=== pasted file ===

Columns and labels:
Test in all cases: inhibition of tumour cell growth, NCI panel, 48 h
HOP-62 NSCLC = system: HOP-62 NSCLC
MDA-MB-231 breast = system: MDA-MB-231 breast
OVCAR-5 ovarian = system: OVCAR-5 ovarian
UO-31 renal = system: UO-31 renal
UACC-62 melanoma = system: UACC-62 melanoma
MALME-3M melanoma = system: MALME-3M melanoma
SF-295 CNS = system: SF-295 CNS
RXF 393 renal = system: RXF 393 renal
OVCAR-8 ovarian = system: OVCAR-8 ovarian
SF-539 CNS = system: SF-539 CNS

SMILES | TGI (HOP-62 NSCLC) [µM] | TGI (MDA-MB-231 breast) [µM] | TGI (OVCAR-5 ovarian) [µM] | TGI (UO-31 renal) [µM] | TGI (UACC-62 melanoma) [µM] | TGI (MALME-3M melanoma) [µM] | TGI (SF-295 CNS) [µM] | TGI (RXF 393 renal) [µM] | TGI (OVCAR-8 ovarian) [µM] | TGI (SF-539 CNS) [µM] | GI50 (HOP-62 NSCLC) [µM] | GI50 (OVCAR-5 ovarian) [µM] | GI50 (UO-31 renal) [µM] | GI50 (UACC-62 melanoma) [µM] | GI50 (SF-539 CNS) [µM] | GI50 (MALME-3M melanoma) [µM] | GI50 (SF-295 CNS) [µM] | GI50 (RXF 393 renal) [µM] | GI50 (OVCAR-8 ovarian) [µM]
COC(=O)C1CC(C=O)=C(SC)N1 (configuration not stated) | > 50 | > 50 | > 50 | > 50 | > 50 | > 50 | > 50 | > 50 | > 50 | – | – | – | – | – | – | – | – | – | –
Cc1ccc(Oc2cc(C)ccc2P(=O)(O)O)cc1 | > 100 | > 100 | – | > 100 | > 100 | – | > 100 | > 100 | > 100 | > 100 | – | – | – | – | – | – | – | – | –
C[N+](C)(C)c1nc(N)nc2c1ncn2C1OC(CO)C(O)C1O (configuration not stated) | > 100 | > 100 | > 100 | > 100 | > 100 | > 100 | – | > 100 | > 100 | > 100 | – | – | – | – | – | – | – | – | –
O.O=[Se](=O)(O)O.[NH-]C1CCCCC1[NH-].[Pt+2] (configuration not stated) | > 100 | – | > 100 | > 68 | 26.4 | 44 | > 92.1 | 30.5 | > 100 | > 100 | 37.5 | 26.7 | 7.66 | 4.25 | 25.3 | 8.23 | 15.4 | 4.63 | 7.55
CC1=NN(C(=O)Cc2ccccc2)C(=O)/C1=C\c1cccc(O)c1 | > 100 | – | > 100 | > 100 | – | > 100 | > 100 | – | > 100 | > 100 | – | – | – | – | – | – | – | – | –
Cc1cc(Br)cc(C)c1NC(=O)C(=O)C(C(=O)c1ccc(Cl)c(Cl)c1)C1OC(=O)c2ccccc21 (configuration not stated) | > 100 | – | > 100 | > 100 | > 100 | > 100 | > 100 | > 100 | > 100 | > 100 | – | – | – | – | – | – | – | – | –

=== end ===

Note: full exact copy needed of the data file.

Columns and labels:
Test in all cases: inhibition of tumour cell growth, NCI panel, 48 h
HOP-62 NSCLC = system: HOP-62 NSCLC
MDA-MB-231 breast = system: MDA-MB-231 breast
OVCAR-5 ovarian = system: OVCAR-5 ovarian
UO-31 renal = system: UO-31 renal
UACC-62 melanoma = system: UACC-62 melanoma
MALME-3M melanoma = system: MALME-3M melanoma
SF-295 CNS = system: SF-295 CNS
RXF 393 renal = system: RXF 393 renal
OVCAR-8 ovarian = system: OVCAR-8 ovarian
SF-539 CNS = system: SF-539 CNS

SMILES | TGI (HOP-62 NSCLC) [µM] | TGI (MDA-MB-231 breast) [µM] | TGI (OVCAR-5 ovarian) [µM] | TGI (UO-31 renal) [µM] | TGI (UACC-62 melanoma) [µM] | TGI (MALME-3M melanoma) [µM] | TGI (SF-295 CNS) [µM] | TGI (RXF 393 renal) [µM] | TGI (OVCAR-8 ovarian) [µM] | TGI (SF-539 CNS) [µM] | GI50 (HOP-62 NSCLC) [µM] | GI50 (OVCAR-5 ovarian) [µM] | GI50 (UO-31 renal) [µM] | GI50 (UACC-62 melanoma) [µM] | GI50 (SF-539 CNS) [µM] | GI50 (MALME-3M melanoma) [µM] | GI50 (SF-295 CNS) [µM] | GI50 (RXF 393 renal) [µM] | GI50 (OVCAR-8 ovarian) [µM]
COC(=O)C1CC(C=O)=C(SC)N1 (configuration not stated) | > 50 | > 50 | > 50 | > 50 | > 50 | > 50 | > 50 | > 50 | > 50 | – | – | – | – | – | – | – | – | – | –
Cc1ccc(Oc2cc(C)ccc2P(=O)(O)O)cc1 | > 100 | > 100 | – | > 100 | > 100 | – | > 100 | > 100 | > 100 | > 100 | – | – | – | – | – | – | – | – | –
C[N+](C)(C)c1nc(N)nc2c1ncn2C1OC(CO)C(O)C1O (configuration not stated) | > 100 | > 100 | > 100 | > 100 | > 100 | > 100 | – | > 100 | > 100 | > 100 | – | – | – | – | – | – | – | – | –
O.O=[Se](=O)(O)O.[NH-]C1CCCCC1[NH-].[Pt+2] (configuration not stated) | > 100 | – | > 100 | > 68 | 26.4 | 44 | > 92.1 | 30.5 | > 100 | > 100 | 37.5 | 26.7 | 7.66 | 4.25 | 25.3 | 8.23 | 15.4 | 4.63 | 7.55
CC1=NN(C(=O)Cc2ccccc2)C(=O)/C1=C\c1cccc(O)c1 | > 100 | – | > 100 | > 100 | – | > 100 | > 100 | – | > 100 | > 100 | – | – | – | – | – | – | – | – | –
Cc1cc(Br)cc(C)c1NC(=O)C(=O)C(C(=O)c1ccc(Cl)c(Cl)c1)C1OC(=O)c2ccccc21 (configuration not stated) | > 100 | – | > 100 | > 100 | > 100 | > 100 | > 100 | > 100 | > 100 | > 100 | – | – | – | – | – | – | – | – | –